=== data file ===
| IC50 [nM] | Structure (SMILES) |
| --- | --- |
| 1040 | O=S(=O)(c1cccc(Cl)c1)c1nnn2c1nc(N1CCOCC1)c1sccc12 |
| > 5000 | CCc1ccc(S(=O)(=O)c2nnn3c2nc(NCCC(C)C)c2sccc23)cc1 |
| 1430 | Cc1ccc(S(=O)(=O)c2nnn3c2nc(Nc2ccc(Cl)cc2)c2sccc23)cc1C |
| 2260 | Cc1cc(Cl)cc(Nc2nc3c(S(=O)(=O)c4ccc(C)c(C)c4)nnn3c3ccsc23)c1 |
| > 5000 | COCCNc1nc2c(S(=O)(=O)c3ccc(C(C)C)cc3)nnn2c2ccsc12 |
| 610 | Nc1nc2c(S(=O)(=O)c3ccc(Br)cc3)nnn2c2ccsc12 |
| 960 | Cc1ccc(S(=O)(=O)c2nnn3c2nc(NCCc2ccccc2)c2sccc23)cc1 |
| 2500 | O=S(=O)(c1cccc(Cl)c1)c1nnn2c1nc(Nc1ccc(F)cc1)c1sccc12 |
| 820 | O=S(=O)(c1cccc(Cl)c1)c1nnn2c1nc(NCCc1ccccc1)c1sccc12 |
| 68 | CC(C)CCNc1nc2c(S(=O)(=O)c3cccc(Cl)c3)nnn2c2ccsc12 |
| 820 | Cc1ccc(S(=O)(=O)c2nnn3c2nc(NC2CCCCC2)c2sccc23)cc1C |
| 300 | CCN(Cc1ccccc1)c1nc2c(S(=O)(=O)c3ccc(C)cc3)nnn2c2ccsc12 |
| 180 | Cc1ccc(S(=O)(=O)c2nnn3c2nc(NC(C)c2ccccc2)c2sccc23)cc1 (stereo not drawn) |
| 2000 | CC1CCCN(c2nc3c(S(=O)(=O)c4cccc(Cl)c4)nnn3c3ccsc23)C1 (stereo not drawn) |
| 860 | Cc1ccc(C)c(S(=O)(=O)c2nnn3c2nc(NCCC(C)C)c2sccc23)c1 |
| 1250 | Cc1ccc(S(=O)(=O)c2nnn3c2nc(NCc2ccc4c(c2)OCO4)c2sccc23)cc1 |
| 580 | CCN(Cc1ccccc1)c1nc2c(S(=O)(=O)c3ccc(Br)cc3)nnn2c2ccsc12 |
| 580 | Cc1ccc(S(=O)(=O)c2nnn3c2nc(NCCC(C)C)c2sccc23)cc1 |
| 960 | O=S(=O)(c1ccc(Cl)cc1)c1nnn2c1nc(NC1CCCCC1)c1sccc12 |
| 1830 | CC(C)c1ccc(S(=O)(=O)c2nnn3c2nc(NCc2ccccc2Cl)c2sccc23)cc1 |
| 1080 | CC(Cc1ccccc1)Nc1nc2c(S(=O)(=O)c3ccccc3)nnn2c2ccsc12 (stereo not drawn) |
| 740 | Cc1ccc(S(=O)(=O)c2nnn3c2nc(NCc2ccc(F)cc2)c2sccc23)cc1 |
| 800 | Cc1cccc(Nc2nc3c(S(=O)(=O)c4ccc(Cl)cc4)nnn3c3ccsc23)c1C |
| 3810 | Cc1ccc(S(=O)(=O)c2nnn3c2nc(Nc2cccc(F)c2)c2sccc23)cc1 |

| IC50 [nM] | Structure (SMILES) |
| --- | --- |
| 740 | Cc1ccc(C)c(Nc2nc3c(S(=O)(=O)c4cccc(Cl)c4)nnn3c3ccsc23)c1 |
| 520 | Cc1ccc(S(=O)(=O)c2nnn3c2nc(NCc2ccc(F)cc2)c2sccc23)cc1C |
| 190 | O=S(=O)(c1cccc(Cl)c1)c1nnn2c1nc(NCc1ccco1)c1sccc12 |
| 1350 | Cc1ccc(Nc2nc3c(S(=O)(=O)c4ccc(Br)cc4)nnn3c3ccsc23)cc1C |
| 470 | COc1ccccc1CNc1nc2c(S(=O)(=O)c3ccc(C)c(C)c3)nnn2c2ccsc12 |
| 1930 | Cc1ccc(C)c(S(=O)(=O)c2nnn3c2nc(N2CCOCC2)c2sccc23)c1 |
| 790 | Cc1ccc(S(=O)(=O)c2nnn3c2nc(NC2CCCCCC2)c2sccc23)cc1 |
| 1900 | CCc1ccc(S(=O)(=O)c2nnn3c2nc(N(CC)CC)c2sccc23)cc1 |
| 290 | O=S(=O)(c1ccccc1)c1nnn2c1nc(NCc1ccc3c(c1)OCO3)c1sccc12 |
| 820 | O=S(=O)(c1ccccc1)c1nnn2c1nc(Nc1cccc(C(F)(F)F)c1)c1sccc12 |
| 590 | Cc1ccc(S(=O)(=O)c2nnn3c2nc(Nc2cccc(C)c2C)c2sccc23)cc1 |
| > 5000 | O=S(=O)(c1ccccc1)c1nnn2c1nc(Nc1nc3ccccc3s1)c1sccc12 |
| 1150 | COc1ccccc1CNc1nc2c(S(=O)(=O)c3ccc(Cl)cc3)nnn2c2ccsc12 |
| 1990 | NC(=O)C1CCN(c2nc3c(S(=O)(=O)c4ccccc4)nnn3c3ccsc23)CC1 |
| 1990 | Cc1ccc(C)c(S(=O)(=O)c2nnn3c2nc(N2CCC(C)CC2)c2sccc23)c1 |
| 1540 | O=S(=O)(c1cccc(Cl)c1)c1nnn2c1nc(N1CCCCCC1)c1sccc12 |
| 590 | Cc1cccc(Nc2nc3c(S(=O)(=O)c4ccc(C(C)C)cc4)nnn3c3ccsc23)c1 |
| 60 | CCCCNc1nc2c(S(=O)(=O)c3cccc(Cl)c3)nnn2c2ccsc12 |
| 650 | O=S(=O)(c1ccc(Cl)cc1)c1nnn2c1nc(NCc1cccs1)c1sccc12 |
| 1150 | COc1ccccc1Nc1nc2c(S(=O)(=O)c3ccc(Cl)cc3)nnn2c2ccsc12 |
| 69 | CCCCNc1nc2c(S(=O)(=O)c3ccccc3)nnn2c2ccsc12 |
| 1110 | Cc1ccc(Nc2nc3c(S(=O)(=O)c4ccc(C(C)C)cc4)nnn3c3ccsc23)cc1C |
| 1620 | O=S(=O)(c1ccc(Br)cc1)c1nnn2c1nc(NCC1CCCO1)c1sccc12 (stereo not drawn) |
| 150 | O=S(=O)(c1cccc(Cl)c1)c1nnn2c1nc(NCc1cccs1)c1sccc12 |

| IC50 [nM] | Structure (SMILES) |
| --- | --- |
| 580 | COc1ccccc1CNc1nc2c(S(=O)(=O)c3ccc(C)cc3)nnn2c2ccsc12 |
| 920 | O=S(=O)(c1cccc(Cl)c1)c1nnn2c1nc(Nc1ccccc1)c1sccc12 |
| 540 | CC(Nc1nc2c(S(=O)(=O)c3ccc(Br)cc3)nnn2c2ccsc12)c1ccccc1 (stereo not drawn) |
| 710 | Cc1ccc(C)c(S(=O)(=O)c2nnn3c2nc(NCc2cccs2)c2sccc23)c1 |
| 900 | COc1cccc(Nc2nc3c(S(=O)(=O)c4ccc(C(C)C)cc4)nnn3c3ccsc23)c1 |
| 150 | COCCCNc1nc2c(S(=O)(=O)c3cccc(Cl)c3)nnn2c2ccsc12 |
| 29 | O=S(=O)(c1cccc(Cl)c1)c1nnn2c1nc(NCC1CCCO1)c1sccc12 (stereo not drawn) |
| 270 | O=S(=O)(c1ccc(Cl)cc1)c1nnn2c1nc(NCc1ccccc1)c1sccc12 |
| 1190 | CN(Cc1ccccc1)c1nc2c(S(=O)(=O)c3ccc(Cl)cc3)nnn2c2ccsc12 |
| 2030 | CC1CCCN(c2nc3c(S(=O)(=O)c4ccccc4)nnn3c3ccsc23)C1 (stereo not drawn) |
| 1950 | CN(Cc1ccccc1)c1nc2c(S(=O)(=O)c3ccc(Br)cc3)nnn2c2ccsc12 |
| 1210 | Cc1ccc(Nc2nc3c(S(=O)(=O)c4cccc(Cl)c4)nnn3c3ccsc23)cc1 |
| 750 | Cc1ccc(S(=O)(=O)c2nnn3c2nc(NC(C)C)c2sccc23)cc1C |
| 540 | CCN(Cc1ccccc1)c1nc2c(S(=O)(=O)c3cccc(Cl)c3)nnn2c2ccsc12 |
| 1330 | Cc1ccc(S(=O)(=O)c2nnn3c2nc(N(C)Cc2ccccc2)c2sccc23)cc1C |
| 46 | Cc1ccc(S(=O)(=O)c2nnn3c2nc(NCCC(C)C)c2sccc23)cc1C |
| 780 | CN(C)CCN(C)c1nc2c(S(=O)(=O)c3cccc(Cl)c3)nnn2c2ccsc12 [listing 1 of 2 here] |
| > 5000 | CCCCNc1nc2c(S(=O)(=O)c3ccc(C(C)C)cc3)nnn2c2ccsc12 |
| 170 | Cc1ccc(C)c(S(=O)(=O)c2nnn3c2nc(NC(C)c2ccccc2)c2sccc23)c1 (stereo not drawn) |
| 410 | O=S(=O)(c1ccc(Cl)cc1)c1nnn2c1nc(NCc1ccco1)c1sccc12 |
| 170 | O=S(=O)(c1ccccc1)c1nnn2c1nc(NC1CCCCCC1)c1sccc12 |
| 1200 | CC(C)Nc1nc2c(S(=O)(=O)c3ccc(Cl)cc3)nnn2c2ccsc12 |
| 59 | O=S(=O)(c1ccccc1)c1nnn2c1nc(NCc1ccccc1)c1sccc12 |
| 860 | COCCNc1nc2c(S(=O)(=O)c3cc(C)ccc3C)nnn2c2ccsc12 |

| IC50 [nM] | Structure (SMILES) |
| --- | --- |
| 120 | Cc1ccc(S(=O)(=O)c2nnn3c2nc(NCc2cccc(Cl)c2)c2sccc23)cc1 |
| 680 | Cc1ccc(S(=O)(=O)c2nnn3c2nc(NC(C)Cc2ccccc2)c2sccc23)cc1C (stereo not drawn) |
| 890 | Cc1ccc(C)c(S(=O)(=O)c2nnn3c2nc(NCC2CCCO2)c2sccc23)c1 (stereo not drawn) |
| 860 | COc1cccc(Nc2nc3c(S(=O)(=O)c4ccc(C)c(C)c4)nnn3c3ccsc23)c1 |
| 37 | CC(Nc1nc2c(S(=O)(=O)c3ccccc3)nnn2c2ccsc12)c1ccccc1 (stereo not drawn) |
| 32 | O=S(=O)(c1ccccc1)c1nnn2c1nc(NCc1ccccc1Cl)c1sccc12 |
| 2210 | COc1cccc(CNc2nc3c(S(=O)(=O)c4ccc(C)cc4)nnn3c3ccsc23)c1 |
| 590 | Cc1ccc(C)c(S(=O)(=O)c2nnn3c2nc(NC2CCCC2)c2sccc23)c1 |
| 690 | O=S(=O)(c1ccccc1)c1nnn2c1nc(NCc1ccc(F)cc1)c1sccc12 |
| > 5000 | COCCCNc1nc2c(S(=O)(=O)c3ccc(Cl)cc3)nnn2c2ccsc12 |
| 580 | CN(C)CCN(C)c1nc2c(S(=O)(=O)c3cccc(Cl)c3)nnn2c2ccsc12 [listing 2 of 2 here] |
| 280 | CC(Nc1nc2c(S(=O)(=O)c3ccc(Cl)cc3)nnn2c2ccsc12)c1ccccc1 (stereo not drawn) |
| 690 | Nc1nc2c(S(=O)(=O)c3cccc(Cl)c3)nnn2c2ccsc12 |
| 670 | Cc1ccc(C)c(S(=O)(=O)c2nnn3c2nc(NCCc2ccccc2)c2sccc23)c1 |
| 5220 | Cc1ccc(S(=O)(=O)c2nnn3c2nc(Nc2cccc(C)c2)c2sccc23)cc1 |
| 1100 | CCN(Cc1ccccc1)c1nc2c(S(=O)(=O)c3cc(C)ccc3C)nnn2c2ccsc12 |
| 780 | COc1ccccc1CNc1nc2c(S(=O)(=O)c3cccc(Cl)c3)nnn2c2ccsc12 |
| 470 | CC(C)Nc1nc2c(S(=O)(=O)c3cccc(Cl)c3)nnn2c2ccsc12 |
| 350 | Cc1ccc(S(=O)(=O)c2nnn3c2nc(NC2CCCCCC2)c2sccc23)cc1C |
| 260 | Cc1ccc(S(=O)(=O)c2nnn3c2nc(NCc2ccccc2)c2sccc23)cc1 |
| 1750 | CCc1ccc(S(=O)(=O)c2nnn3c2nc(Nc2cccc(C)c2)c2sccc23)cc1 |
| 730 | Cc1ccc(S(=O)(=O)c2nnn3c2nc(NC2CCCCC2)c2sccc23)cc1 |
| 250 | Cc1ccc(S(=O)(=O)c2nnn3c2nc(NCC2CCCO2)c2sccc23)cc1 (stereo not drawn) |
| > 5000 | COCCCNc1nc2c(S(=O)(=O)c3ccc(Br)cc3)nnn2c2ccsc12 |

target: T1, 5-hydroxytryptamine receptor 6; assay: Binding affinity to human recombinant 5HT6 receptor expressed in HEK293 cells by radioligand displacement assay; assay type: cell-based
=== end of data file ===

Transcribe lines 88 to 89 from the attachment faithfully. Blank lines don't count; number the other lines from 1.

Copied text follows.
| 590 | Cc1ccc(C)c(S(=O)(=O)c2nnn3c2nc(NC2CCCC2)c2sccc23)c1 |
| 690 | O=S(=O)(c1ccccc1)c1nnn2c1nc(NCc1ccc(F)cc1)c1sccc12 |